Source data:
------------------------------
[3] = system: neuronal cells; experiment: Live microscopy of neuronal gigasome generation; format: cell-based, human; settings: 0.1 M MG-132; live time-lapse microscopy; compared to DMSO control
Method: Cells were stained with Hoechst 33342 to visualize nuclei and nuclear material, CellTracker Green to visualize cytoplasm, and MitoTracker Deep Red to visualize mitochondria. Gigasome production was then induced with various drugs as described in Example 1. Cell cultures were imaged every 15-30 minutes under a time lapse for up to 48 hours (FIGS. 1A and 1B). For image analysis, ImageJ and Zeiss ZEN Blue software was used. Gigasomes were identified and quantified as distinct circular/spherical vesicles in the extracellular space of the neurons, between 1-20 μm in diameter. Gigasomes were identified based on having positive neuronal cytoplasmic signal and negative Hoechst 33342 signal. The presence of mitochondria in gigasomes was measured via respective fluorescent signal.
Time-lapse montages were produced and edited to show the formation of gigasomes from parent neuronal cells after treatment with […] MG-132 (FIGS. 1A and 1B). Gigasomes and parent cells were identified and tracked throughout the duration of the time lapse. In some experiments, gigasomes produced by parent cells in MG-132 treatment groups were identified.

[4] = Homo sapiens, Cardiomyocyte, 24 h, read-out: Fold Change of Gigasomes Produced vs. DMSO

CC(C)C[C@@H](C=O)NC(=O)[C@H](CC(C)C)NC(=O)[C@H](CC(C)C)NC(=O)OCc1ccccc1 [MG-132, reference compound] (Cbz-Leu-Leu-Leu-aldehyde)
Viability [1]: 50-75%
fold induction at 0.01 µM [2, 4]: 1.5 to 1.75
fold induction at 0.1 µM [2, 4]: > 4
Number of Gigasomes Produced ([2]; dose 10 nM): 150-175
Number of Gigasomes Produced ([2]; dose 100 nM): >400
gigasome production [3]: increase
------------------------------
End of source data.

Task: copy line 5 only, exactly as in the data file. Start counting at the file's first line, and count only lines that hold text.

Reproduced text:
CC(C)C[C@@H](C=O)NC(=O)[C@H](CC(C)C)NC(=O)[C@H](CC(C)C)NC(=O)OCc1ccccc1 [MG-132, reference compound] (Cbz-Leu-Leu-Leu-aldehyde)